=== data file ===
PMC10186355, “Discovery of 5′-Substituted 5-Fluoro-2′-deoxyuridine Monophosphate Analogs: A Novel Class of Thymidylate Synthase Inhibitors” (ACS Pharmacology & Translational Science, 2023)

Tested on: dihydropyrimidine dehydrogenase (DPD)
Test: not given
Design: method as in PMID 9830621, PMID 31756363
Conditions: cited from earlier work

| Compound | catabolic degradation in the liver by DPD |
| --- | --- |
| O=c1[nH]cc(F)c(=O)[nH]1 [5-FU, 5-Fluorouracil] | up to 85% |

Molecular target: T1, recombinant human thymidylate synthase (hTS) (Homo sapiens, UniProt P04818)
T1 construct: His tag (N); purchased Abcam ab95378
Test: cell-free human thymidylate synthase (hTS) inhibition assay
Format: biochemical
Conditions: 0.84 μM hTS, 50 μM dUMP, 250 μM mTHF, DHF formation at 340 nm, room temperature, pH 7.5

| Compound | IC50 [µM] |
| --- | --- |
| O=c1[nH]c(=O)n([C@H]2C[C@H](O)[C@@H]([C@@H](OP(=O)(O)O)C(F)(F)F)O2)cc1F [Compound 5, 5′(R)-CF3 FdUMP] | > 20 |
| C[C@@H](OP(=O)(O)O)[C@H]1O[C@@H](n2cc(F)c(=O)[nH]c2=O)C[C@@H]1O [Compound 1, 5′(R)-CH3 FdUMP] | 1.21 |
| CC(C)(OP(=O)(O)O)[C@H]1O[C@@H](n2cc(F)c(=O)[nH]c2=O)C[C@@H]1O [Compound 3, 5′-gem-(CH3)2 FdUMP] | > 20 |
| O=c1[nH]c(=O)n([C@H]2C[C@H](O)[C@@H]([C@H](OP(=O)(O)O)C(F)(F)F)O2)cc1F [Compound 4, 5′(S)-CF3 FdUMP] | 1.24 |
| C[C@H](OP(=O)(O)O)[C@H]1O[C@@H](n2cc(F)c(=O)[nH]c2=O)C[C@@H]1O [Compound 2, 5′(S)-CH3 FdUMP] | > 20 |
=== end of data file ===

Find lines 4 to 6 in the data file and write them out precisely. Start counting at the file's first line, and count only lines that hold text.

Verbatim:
Design: method as in PMID 9830621, PMID 31756363
Conditions: cited from earlier work

| Compound | catabolic degradation in the liver by DPD |